Category Archives: User awareness & education

Data Leakage via Cloud Services

What do the cloud based backup services such as Evernote, Dropbox and Spideroak have all in common?  In some form or another they all give us the ability to centrally store our digital assets such as our photos, documents, music files, or virtually anything that is digital to their cloud based servers and give us the ability to access them from anywhere in the world.  That seems a very cool thing since for many of us it will simplify the storage and retrieval of our digital assets.  Just drop it on the cloud and then retrieve whenever you need it.  For personal usage i think these services offer great convenience by allowing us to store our files and have them accessed anytime from anywhere.  With proper security precautions it shouldn’t be a problem using these services.

In enterprise networks, there should be a careful study of why these services are needed, who should have access to them, and what information is or is not allowed to be posted to these services.  With the proliferation of these cloud services, their usage becomes a real concern because of the opportunity it presents for sensitive corporate to leave the corporate boundary.  For this reason i think it should be an important topic that should visible on the radar of IT security departments.

Most of these services use either the HTTP or HTTPS protocols to send and synchronize data between the client and their servers.  Hence, it will be very difficult for the IT controls most organizations have to detect malicious users using these channels to leak important data.  Unless a stringent information security policies coupled with technological controls such NAC, DLP, and Web filtering are in place, these channels will fast become proffered channels for data to leave the boundaries of an organization.

Some related articles

Survey shows users still unaware of online threats

A survey released by G-Data Security titled “Security Survey 200 – How do users assess threats on the internet” show users are misinformed by the type of threats that are online and the type of protection required to mitigate to the risks emanating from those risks.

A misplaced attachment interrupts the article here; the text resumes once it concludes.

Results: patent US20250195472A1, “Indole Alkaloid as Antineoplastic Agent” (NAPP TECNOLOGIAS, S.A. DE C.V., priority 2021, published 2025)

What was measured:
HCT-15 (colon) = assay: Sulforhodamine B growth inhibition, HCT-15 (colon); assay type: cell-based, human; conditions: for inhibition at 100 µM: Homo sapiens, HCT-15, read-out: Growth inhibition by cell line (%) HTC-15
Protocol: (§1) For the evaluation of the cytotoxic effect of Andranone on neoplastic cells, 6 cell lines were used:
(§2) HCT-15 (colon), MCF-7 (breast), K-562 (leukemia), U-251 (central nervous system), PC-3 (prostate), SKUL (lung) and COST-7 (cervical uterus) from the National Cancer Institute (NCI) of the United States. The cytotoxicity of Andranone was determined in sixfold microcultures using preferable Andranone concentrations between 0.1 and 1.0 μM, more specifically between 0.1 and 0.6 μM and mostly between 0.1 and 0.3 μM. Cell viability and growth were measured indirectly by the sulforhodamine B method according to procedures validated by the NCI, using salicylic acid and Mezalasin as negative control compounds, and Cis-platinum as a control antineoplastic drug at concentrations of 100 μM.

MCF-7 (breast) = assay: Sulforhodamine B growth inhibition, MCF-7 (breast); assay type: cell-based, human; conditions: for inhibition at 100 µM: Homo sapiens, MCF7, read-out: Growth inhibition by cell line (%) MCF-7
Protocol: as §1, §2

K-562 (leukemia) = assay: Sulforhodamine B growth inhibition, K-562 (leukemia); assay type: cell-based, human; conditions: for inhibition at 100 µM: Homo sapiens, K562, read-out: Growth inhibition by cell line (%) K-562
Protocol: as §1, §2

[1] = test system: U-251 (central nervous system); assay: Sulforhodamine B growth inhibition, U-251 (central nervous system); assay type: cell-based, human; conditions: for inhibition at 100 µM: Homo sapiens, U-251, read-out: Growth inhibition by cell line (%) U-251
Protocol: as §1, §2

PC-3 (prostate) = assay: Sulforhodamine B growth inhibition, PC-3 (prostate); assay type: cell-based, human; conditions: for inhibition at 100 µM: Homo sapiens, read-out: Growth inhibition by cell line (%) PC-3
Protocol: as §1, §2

As i blogged yesterday, this survey just reinforces that user education should be a paramount objective in any security program since end-users are now the prime objective of hackers as opposed to the well protected server network.

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2011 – The year of breaches

If you are in the information security industry these days, the events of this year show that the battle against the bad guys is increasingly becoming harder and difficult to win.  Security incidents at big security product/service vendors, huge multi-national companies as well as government agencies throughout the world show we are still very far off from achieving the ideal security within our organizations.  The question which poses itself is how these incidents are becoming so frequent while we have so many cutting edge technologies available to detect and prevent these incidents?  Technologies such as IDS/IPS, SIEM, WAF, DLP, EPS and many others that the security industry has produced are capable of at least detecting sophisticated attacks, attacks that are termed as advanced persistent threats.   So why are we still seeing huge data leaks and compromises at prestigious companies and military organizations left and right?

Back to the basics

I think the answer in my own little opinion is although we have made great strides in the technology side, we are still lacking a lot in the people and processes side.  I think we need to go back to the age old Security = People + Process + Technology formula.  Security can not be achieved by relying solely in technology or by thinking it the sole responsibility of IT departments.  If we go back and analyze most of the breaches of 2011, we see a trend of targeted attacks against end users via social engineering attacks.    I think people are the weakest link in this game and need to be educated or made aware of the importance of security in their day to day activity.  Like not opening suspicious emails as was the case with the RSA employee.  We need to invest heavily in user education and awareness and create the appropriate processes to control our information resources.

In order to do that information security efforts needs to be properly governed at the highest level of an organization to have a meaningful security program which protects information assets.  I was amazed to hear that a company as big as Sony did not have the position of CIO or CSO.  It shows that proper governance of security was not part of Sony.  Yet i believe Sony is not the only company in this and most likely the majority of organizations are still on the mind set of security belongs to IT.

Unfortunately until companies and organizations wake up as did Sony and realize that security needs to be governed at the highest levels, we are going to hear more and more of these breaches in the future.

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